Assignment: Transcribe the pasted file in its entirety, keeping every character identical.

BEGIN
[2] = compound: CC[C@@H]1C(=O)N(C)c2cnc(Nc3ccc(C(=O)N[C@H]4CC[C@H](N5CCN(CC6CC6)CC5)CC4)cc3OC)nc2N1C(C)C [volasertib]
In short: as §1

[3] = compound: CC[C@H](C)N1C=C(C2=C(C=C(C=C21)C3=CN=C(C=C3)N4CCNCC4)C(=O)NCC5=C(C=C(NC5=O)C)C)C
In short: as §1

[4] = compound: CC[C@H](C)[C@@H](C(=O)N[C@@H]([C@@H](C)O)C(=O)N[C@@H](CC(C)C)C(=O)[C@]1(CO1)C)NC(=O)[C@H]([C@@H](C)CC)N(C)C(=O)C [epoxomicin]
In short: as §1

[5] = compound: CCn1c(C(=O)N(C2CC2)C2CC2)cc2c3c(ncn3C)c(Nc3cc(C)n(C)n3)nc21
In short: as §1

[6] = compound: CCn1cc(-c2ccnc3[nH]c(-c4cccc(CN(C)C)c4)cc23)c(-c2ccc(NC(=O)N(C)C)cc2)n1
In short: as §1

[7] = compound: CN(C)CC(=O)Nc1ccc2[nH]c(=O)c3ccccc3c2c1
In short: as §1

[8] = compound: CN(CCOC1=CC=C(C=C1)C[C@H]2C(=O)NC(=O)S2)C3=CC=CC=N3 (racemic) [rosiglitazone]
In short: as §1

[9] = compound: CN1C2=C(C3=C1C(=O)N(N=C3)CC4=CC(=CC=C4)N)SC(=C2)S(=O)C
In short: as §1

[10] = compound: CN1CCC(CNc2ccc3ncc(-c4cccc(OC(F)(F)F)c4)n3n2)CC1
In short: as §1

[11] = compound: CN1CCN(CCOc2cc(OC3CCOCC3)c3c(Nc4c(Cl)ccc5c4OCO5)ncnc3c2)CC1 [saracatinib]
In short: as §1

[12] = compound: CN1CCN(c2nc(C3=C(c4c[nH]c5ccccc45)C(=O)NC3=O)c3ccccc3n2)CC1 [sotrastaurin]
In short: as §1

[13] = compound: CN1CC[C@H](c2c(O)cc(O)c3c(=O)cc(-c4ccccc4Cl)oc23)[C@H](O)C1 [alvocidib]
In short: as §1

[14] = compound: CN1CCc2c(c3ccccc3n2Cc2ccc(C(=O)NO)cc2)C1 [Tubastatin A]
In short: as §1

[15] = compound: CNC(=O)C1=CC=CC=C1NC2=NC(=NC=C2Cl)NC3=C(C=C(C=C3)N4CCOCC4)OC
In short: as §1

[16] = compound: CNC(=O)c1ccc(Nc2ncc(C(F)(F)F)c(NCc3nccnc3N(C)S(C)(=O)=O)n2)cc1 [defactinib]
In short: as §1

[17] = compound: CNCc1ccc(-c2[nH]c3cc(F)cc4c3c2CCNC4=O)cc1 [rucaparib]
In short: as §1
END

[2] = compound: CC[C@@H]1C(=O)N(C)c2cnc(Nc3ccc(C(=O)N[C@H]4CC[C@H](N5CCN(CC6CC6)CC5)CC4)cc3OC)nc2N1C(C)C [volasertib]
In short: as §1

[3] = compound: CC[C@H](C)N1C=C(C2=C(C=C(C=C21)C3=CN=C(C=C3)N4CCNCC4)C(=O)NCC5=C(C=C(NC5=O)C)C)C
In short: as §1

[4] = compound: CC[C@H](C)[C@@H](C(=O)N[C@@H]([C@@H](C)O)C(=O)N[C@@H](CC(C)C)C(=O)[C@]1(CO1)C)NC(=O)[C@H]([C@@H](C)CC)N(C)C(=O)C [epoxomicin]
In short: as §1

[5] = compound: CCn1c(C(=O)N(C2CC2)C2CC2)cc2c3c(ncn3C)c(Nc3cc(C)n(C)n3)nc21
In short: as §1

[6] = compound: CCn1cc(-c2ccnc3[nH]c(-c4cccc(CN(C)C)c4)cc23)c(-c2ccc(NC(=O)N(C)C)cc2)n1
In short: as §1

[7] = compound: CN(C)CC(=O)Nc1ccc2[nH]c(=O)c3ccccc3c2c1
In short: as §1

[8] = compound: CN(CCOC1=CC=C(C=C1)C[C@H]2C(=O)NC(=O)S2)C3=CC=CC=N3 (racemic) [rosiglitazone]
In short: as §1

[9] = compound: CN1C2=C(C3=C1C(=O)N(N=C3)CC4=CC(=CC=C4)N)SC(=C2)S(=O)C
In short: as §1

[10] = compound: CN1CCC(CNc2ccc3ncc(-c4cccc(OC(F)(F)F)c4)n3n2)CC1
In short: as §1

[11] = compound: CN1CCN(CCOc2cc(OC3CCOCC3)c3c(Nc4c(Cl)ccc5c4OCO5)ncnc3c2)CC1 [saracatinib]
In short: as §1

[12] = compound: CN1CCN(c2nc(C3=C(c4c[nH]c5ccccc45)C(=O)NC3=O)c3ccccc3n2)CC1 [sotrastaurin]
In short: as §1

[13] = compound: CN1CC[C@H](c2c(O)cc(O)c3c(=O)cc(-c4ccccc4Cl)oc23)[C@H](O)C1 [alvocidib]
In short: as §1

[14] = compound: CN1CCc2c(c3ccccc3n2Cc2ccc(C(=O)NO)cc2)C1 [Tubastatin A]
In short: as §1

[15] = compound: CNC(=O)C1=CC=CC=C1NC2=NC(=NC=C2Cl)NC3=C(C=C(C=C3)N4CCOCC4)OC
In short: as §1

[16] = compound: CNC(=O)c1ccc(Nc2ncc(C(F)(F)F)c(NCc3nccnc3N(C)S(C)(=O)=O)n2)cc1 [defactinib]
In short: as §1

[17] = compound: CNCc1ccc(-c2[nH]c3cc(F)cc4c3c2CCNC4=O)cc1 [rucaparib]
In short: as §1